It’s now nearing the end of 2022 but Mercedes-Benz is still in the news for issues linked to the 2015 diesel emissions scandal. Over the years, the German carmaker has had to deal with various Dieselgate-related developments – recall vehicles, attend to litigations or class-action lawsuits, pay off fines, and deal with orders from authorities. It’s an endless cycle, but one that’s expected since falsifying emissions is highly illegal and can destroy lives.
Mercedes’ Dieselgate story started in 2018 when millions of their diesel vehicles in Germany were discovered to have been installed with defeat devices used to cheat emission tests. Across Europe, authorities found an estimated 774,000 vehicles equipped with the cheat software. Of these, around 238,000 were ordered for immediate recall in Germany.
Daimler, Mercedes’ parent company, then announced that recalls were also in order for affected vehicles in the UK. The company gave its word that the recall will be Europe-wide.
The statement shared by the German Federal Motor Transport Authority or KBA indicated that the Germany-wide recall was linked to Mercedes’ use of unauthorised cheat devices. Vehicles included in the recall are mainly models that carry the Euro 6b emission standard. These models are:
- GLC 2.2-litre diesel/OM 651
- V-Class 2.2-litre diesel/OM 651
- GLS/GL/GLE/ML 3.0-litre diesel/OM 642
- C-Class 1.6-litre diesel/OM 626
- Vito 1.6-litre diesel/OM 622
Several of the affected vehicles were part of the over three million diesel vehicles of the voluntary service action introduced in 2017 in Europe. The program was still in effect at the time of the 2018 recall.
Recalled vehicles will have their software updated to ensure engine management is corrected. Most updates are completed in an hour or so. Daimler and Mercedes will inform customers if their vehicle is included in the voluntary service action or will be recalled as mandated by authorities. If a vehicle is recalled, it will not be a part of the voluntary service action anymore.
What is the diesel emissions scandal?
Commonly known as the Dieselgate scandal, the diesel emissions scam took place in September 2015 and involved the Volkswagen Group and US authorities, specifically the California Air Resources Board and the EPA or Environmental Protection Agency.
According to the authorities, the Volkswagen Group installed defeat devices in Audi and VW vehicles in the US. These devices are capable of knowing when a vehicle is in regulatory testing. It masks real emission levels by artificially lowering them to within the WHO-regulated limits. So, the vehicle appears clean and safe to authorities, but this changes when it is brought out and driven on real roads – it shifts to its default settings once outside the laboratories, releasing considerable amounts of nitrogen oxide.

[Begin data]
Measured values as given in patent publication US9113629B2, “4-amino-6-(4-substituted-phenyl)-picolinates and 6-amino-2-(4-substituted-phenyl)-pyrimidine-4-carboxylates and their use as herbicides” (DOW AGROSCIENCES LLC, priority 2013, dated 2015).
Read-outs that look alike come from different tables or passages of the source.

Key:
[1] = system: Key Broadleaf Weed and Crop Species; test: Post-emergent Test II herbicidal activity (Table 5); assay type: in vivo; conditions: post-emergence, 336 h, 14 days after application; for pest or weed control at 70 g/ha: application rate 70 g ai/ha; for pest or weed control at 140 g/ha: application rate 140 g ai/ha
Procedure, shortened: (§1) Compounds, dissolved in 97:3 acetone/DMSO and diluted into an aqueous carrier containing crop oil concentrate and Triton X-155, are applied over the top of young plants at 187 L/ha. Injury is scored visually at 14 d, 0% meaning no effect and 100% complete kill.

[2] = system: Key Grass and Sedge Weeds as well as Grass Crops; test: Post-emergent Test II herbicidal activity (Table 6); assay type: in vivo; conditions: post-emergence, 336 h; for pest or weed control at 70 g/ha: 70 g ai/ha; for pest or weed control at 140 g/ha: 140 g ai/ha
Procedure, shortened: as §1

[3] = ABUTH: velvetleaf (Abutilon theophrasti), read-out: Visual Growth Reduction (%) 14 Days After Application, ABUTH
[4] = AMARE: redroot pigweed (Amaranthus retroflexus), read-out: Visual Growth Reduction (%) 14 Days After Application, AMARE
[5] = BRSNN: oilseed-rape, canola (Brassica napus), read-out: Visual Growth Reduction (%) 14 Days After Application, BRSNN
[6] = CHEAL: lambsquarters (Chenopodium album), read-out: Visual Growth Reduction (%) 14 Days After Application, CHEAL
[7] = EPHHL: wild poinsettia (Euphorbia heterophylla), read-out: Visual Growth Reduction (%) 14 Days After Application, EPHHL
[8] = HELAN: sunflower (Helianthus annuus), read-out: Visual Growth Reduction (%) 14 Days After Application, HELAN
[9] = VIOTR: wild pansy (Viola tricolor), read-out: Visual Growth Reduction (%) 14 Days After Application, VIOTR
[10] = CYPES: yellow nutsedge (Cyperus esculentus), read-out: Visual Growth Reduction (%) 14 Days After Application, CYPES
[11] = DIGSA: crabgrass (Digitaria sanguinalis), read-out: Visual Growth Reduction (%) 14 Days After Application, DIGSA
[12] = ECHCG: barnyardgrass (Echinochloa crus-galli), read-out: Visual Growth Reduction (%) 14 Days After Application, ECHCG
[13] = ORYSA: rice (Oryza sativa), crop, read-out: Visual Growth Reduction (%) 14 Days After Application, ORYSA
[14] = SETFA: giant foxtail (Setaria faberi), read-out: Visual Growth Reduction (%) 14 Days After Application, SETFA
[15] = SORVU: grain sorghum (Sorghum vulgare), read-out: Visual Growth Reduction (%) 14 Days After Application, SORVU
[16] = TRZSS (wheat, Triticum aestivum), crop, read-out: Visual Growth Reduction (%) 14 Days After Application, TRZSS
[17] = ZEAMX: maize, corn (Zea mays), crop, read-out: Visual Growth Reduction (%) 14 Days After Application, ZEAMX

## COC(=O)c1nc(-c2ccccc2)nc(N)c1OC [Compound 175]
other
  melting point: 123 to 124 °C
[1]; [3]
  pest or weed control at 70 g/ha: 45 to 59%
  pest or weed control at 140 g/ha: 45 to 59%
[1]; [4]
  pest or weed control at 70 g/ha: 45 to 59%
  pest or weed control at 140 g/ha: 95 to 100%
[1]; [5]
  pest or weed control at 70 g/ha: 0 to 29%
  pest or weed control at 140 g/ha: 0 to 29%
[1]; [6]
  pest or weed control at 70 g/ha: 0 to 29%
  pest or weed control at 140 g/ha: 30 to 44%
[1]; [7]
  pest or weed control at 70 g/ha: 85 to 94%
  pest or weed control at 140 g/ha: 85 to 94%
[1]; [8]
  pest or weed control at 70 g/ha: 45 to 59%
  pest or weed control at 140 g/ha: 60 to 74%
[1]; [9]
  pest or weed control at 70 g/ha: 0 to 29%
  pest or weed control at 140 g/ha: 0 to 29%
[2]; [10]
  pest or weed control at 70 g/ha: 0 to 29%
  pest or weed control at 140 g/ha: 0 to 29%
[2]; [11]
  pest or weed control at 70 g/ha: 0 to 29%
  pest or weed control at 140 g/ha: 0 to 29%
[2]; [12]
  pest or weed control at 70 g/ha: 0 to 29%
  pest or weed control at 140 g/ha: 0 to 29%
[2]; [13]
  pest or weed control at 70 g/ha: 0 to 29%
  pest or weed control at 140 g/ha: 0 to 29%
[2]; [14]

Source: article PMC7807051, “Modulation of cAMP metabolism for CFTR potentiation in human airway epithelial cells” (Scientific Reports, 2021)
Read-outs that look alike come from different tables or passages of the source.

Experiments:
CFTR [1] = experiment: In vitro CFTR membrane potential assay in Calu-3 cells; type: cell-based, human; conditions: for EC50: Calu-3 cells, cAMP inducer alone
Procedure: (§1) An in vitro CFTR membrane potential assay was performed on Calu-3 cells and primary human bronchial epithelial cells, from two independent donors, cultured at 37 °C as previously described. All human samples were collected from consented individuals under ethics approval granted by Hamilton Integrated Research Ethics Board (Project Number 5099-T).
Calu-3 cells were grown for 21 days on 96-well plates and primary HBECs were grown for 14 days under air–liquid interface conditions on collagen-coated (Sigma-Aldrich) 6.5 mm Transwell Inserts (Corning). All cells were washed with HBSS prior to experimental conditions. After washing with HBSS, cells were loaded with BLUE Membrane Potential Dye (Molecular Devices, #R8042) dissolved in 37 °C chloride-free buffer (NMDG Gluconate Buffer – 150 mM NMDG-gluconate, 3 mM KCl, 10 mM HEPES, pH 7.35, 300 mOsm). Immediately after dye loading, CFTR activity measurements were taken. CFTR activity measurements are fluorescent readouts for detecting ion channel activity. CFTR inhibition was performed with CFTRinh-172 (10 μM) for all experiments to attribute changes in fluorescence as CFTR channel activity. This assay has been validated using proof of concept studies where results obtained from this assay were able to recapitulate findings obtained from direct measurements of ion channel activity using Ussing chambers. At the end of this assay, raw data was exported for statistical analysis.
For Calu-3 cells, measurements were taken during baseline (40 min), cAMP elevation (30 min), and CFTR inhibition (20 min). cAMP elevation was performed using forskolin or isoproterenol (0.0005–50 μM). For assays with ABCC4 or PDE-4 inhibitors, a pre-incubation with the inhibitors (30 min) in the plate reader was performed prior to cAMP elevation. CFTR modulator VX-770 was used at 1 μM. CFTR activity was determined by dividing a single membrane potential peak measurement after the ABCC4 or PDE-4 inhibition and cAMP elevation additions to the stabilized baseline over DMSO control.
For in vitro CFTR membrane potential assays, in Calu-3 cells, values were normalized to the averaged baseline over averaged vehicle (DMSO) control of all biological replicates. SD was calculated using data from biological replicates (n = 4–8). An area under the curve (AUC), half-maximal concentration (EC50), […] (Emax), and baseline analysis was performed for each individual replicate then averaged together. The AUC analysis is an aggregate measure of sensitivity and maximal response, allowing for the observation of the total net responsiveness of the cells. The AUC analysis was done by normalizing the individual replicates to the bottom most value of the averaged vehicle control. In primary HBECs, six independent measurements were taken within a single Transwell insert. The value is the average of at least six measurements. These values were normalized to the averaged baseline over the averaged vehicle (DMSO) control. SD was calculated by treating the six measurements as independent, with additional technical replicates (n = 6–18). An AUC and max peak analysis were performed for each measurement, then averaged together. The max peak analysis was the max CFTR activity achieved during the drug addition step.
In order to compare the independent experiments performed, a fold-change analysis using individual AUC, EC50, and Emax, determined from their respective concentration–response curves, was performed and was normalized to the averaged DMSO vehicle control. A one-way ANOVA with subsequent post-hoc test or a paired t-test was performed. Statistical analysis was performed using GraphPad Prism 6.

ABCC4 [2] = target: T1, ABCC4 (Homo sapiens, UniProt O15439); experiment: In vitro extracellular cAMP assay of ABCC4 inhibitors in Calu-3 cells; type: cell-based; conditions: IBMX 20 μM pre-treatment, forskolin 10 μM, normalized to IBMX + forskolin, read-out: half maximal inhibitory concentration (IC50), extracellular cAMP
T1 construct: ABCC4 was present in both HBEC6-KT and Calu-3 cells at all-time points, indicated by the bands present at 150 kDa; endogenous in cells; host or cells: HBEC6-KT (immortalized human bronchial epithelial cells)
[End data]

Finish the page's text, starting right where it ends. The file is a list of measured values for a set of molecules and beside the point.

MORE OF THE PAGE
Volkswagen denied the allegations but eventually disclosed that most of their officials were aware of the defeat devices and what they were capable of doing. Thus, they marketed and mis-sold their diesel vehicles as environmentally safe even if these were heavy pollutants.
A couple of years later, US authorities implicated Daimler and Mercedes-Benz in the same scandal. Car owners gathered and agreed to file a class-action lawsuit against the German car manufacturer. The allegations soon spread through Europe and eventually reached the UK. Thousands upon thousands of affected car owners began seeking action against Mercedes, and in 2020, the first Mercedes diesel claim was brought to UK courts.
Aside from the VW Group and Mercedes, several other carmakers are involved in the diesel emissions scandal, including BMW, Alfa Romeo, Vauxhall, Renault, and Nissan, among others.
Why are defeat devices dangerous?
What makes defeat devices dangerous are the emissions that they hide when the vehicles are driven. Commonly known as NOx, it is a group of highly reactive and toxic gases. Its primary components are nitric oxide or NO and nitrogen dioxide or NO2.
NOx emissions are known catalysts for acid rain (and acidic pollutant) and smog (a yellowish or brownish cloud that indicates poor air quality). They also produce ground-level ozone, another pollutant. This colourless gas is irritating and can cause several environmental and health impacts. It is a core element of smog and affects vegetation, making crops and plants weak and prone to damage when exposed to extreme temperatures.
A person exposed to nitrogen oxide emissions is at risk for developing several health conditions, and some can be serious:
- Lungs filled with fluids
- Vocal cords spasm
- Breathing difficulties
- Reduced lung function
- Chronic headaches
- Asthma, bronchitis, emphysema, and other respiratory issues
- Deficient oxygen supply in the body (asphyxia)
- Cardiovascular diseases
- Reduced cognitive abilities
- Early death
VW, Mercedes, and all the other carmakers that knowingly installed defeat devices in their diesel vehicles should be held accountable for these impacts. Affected car owners should bring a diesel emissions claim against their carmaker for the ways that the emissions fraud has affected them – and the people around them.
Are you eligible for a Mercedes emissions claim?
If you have a Mercedes-Benz diesel vehicle that was bought between the years 2008 and 2019, then you may be eligible to bring a claim against the carmaker. You have to verify your eligibility first, and the best way to do this would be to work with Emissions.co.uk as they know the eligibility criteria and can point you in the right direction when you’re ready to bring a diesel claim against Mercedes.